I’m still in Cordoba! Waking up on a Tuesday after a good relaxing night at a Hostal in the Old Town, I was pretty enthused to get exploring again. Why? Because it’s NOT a Monday! Everything closes on a Monday in Cordoba! So I could now visit the main sight I particularly wanted to see – The Castle of the Christian Monarchs. Or rather in the Spanish Name – Alcazar de los Reyes Cristianos. This mighty structure can be found if you follow the Guadalquivir River from the Mezquita, where I visited yesterday, and what a Castle!
Isabella I of Castile and Ferdinand II of Aragon, the Christian Monarchs, used this castle as a permanent base for their wars against the Moors in Southern Spain, particularly the Nasrid Dynasty in Grenada, and therefore it became known this. However, it’s not just the seat of a royal power, oh no, it was where the dreaded Spanish Inquisition used to conduct its tribunals, converting the Arabic baths into torture and interrogation chambers. This was truly a dark Christian Fortress.
However, thankfully, today, this is no longer the case. Since the 1950s, the fortress has been open to the public to enjoy the Gothic and Moorish Architecture complete with the water gardens inside and no longer bearing the scars of the Spanish Inquisition and the use of the Castle since then by Napoleon in the Iberian Peninsula Wars and a Prison in the 19th Century.
Paying an affordable entry ticket, the Two Bad Tourists and I explored this Castle high upon the towers, the battlements, the gardens, the passageways and more. Walking around, it really struck me that I was actually in Southern Spain. Everywhere around, as I gazed from the roof walkways, seemed to be in the midst of a desert with sand all round, palm trees dotted in places and the city small in stature and almost hidden from sight from this overpowering Fortress.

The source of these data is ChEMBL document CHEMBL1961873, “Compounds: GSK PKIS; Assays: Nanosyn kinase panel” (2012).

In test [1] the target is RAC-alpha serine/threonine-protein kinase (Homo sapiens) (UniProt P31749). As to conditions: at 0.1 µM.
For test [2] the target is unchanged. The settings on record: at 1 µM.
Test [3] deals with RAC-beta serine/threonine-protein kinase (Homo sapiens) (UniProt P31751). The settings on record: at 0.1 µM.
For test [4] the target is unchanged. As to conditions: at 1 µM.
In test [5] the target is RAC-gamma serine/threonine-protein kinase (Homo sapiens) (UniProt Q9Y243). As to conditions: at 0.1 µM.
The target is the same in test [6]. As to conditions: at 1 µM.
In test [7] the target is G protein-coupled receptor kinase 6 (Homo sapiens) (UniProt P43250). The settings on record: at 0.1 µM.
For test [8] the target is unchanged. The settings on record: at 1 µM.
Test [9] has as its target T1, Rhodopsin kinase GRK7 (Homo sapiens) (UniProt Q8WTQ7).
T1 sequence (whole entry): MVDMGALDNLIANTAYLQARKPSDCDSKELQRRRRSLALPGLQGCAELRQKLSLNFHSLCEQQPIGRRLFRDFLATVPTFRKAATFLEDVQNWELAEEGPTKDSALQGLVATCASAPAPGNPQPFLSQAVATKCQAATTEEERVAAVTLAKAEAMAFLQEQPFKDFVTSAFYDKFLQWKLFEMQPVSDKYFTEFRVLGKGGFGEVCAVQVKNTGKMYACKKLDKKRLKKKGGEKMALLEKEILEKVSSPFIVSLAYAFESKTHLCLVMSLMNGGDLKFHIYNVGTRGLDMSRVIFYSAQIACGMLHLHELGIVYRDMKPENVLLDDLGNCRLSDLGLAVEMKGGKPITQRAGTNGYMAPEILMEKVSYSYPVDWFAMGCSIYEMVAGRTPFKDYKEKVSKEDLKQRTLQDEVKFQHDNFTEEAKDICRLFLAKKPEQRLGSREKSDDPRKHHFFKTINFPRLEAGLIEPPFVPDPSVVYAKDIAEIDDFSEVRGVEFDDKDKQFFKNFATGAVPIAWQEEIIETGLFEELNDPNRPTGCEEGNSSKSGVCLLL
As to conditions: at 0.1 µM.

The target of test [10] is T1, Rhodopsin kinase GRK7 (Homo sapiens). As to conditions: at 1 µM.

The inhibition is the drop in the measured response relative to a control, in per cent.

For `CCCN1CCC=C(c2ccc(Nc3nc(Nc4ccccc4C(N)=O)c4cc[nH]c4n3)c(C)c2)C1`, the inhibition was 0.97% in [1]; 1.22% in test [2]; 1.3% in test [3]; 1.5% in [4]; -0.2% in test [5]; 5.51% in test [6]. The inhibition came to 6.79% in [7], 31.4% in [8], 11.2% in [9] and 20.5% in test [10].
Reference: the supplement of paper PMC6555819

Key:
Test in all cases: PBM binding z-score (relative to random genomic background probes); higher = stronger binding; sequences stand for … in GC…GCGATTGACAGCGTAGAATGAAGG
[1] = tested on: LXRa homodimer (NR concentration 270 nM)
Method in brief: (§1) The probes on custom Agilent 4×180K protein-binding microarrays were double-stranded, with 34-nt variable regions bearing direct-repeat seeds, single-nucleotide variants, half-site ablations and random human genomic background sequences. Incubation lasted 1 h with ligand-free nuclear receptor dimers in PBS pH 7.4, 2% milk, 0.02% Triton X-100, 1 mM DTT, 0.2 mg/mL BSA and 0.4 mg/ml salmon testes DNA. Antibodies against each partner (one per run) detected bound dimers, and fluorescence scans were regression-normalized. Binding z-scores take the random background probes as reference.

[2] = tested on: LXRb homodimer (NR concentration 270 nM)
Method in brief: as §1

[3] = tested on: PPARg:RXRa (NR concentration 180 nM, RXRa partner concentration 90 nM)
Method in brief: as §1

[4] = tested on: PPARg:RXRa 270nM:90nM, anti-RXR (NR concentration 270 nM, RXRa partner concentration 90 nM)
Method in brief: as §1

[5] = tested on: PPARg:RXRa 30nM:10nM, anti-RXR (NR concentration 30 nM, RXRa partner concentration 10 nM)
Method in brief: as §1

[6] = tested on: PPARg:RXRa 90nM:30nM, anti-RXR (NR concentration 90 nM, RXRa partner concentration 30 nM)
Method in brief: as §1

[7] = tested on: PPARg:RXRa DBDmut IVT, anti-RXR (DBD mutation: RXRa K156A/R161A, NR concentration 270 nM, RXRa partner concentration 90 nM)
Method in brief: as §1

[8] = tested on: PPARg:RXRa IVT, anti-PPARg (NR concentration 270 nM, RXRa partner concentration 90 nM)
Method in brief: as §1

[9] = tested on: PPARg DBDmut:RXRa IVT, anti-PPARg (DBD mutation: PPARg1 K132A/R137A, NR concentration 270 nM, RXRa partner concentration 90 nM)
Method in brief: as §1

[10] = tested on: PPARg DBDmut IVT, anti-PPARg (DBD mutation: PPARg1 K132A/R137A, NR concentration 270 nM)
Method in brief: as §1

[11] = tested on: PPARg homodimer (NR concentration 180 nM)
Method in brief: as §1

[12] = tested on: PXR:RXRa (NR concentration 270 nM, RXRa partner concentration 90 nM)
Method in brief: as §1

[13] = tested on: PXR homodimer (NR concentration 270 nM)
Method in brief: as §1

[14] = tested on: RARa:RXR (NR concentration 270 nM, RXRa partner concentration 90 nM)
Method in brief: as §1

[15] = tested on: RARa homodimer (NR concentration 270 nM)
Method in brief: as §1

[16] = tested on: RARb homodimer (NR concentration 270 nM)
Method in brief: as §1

I bring you the pictures.
Sweet photos aren’t they?
Now, this Castle is also famous for a significant event that shaped the world. In 1492, The Christian Monarchs stood proud as they received a loyal subject before them who wanted to take a ship around the world and discover new lands. You’ve guessed it, Christopher Columbus. His wish got granted and funded by the Monarchs and there you have the single decision immortalized by a monument within the Castle.
So there you go! Our trip in Cordoba was over and done with. We returned back to the Hostal and grabbed some lunch before jumping back on the AISA Bus to our next destination in Andalusia.
Cordoba has impressed me despite its Monday Blues and for a city that doesn’t feature as heavily as other Spanish destinations, I would like to come back here again…but not on a Monday.
Did you go to the Castle of the Christian Monarchs? What did you think of it?